LONG BEACH, Calif. (KABC) -- A storm surge from a hurricane hundreds of miles offshore is expected to bring rough surf and high water to the Southern California coastline over the next several days. Swimmers and surfers are being warned of the dangerous conditions and homeowners are preparing for the worst.
Hurricane Marie was weakening off of Mexico's Pacific coast, but it's generating large, dangerous swells that were approaching Southland beaches. The official high surf advisory began at noon on Tuesday. The waves are expected to get as big as 10 to 15 feet by the end of the week.
Extra lifeguards were expected to be brought in to deal with the peak of the swell on Wednesday.
On Tuesday, a surfer in his 50s died after lifeguards pulled him out of the water in Malibu. It is unknown if the death was connected to the high surf, but lifeguards warned inexperienced swimmers to stay away from the beaches this week.
Several suffers needed to be rescued and one was hospitalized with a broken arm.
The Malibu Pier was closed to the public due to the high surf. Some pylons supporting the pier were damaged by incoming waves.
High surf conditions have prompted the closure of beaches in the city of Rancho Palos Verdes to the public from Tuesday through Friday.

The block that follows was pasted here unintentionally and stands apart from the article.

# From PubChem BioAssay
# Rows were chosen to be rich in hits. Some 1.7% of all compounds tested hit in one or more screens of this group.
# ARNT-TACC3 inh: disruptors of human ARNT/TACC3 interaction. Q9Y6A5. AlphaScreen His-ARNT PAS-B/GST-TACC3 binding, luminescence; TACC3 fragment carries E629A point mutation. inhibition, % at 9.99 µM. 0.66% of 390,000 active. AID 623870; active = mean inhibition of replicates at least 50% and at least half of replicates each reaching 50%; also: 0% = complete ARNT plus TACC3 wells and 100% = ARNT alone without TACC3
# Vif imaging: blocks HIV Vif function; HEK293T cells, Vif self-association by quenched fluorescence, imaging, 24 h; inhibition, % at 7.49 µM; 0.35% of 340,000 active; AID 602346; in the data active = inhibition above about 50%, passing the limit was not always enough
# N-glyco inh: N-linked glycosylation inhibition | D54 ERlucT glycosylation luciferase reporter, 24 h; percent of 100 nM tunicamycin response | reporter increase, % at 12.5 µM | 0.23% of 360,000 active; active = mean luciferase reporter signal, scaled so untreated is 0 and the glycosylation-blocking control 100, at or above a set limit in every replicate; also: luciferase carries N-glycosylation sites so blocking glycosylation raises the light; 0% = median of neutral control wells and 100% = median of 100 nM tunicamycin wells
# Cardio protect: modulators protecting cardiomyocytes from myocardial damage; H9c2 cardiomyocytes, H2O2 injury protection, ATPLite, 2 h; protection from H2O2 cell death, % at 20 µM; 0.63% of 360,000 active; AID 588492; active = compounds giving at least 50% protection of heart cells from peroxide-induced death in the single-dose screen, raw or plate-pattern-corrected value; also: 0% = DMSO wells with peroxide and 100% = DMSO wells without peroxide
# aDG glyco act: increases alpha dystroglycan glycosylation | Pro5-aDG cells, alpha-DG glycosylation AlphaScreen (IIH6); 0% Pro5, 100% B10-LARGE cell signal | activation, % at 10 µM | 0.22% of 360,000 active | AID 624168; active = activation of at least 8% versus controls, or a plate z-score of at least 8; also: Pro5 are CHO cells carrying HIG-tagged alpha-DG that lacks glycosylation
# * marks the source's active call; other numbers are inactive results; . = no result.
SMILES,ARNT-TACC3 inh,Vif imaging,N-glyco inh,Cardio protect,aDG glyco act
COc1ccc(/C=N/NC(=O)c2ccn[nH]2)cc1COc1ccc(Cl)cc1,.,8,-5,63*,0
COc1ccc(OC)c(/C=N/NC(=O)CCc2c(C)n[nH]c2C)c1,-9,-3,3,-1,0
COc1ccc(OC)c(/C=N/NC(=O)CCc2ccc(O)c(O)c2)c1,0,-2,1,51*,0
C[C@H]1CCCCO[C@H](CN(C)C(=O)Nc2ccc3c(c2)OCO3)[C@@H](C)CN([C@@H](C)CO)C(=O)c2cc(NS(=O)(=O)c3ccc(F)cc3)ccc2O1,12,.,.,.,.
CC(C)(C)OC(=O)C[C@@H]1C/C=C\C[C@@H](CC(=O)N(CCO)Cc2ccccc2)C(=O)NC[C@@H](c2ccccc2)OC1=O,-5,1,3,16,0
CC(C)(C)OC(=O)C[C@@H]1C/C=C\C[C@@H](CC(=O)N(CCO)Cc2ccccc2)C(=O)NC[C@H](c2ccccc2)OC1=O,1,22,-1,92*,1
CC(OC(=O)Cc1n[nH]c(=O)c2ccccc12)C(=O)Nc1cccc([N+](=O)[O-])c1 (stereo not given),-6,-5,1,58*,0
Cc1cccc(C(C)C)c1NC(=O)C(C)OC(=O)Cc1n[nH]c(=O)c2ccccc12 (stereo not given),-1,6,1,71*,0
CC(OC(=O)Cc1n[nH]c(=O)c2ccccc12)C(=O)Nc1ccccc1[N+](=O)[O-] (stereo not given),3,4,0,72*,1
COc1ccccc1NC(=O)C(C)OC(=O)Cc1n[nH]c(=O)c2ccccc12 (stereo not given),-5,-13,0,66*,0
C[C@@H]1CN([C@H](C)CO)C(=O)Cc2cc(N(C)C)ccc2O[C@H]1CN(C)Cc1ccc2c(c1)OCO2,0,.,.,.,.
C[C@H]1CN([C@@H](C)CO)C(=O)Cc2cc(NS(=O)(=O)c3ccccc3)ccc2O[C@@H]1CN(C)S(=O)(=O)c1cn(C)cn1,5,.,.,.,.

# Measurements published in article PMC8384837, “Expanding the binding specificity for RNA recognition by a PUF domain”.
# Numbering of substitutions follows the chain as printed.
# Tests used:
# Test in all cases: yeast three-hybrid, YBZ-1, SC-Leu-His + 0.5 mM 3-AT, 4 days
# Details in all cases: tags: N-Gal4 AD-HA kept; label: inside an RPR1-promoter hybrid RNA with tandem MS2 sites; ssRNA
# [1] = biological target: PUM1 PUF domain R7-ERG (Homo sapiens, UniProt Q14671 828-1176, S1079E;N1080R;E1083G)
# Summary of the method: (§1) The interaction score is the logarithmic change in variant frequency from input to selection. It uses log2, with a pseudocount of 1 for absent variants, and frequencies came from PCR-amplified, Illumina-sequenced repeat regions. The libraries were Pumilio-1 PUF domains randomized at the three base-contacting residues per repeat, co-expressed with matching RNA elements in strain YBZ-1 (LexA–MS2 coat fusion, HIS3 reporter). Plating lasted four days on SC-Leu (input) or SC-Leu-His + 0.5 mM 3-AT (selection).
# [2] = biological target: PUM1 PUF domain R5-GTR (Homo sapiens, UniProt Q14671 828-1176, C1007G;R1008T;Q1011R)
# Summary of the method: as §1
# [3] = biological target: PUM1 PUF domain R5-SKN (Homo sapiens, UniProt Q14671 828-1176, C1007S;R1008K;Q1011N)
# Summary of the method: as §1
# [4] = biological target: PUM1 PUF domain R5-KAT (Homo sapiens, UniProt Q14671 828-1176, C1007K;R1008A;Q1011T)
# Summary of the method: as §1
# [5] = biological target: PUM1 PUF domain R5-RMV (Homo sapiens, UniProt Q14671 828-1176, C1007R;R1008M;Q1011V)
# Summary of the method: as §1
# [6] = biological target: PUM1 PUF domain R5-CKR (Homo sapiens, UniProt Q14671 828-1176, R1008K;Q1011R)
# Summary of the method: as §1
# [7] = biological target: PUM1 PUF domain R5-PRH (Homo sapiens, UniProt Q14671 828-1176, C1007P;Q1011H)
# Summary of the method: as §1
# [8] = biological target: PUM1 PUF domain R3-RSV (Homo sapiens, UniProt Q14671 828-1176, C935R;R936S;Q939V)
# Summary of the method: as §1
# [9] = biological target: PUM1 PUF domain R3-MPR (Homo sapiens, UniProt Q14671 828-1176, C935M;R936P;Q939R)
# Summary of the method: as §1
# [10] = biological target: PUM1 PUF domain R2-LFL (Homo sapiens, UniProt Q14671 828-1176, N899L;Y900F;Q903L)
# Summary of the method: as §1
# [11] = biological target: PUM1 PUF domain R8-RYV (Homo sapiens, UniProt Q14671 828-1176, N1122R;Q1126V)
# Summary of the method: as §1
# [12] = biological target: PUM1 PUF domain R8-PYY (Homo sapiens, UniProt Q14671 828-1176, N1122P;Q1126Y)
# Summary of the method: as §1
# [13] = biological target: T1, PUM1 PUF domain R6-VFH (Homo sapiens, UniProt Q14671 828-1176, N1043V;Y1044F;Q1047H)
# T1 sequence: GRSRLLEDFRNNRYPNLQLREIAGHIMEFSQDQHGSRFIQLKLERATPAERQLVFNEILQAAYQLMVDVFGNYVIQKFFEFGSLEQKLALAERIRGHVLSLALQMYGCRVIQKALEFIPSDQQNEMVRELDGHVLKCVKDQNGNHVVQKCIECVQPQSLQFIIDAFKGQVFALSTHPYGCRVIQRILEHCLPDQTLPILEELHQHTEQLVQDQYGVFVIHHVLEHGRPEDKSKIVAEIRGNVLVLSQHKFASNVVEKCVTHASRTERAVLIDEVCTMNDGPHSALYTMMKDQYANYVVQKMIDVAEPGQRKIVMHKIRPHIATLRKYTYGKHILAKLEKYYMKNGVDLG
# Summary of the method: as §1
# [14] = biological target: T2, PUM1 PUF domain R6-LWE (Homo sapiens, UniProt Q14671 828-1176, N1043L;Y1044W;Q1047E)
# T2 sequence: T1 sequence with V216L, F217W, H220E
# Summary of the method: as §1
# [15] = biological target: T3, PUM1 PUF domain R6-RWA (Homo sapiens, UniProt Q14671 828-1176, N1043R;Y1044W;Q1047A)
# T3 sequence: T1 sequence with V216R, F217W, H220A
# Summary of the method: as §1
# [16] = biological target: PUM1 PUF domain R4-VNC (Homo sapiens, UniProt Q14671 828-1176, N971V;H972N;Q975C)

Portuguese Point, Sacred Cove and Inspiration Point will be closed through the week, according to the L.A. County Sheriff's Department.
Abalone Cove Beach will remain open and L.A. County lifeguards will be on duty there, though the beach remains subject to closure if surf conditions worsen.
Beachgoers are advised to be extra cautious at south-facing beaches in L.A., including Rancho Palos Verdes Beach, Portuguese Bend Beach Club, the Terranea Resort and Pelican Cove.
The Abalone Cove Safety Task Force, composed of personnel from the L.A. County Fire Department, lifeguards and Sheriff's Department, is monitoring conditions.
In Newport Beach, parking at the Balboa Peninsula was limited. Authorities warned the public of heavy traffic in the area.
Flooding was also a fear. Residents in threatened areas were building sand berms and filling up sand bags.
Some people in the Belmont Shore Peninsula area were concerned because Alamitos Bay is on one side and the ocean is on the other. Residents say they will be watching the waves from a distance, hoping the water stays on the other side of the sand berm.
Coastal residents prepare for big waves, possible flooding
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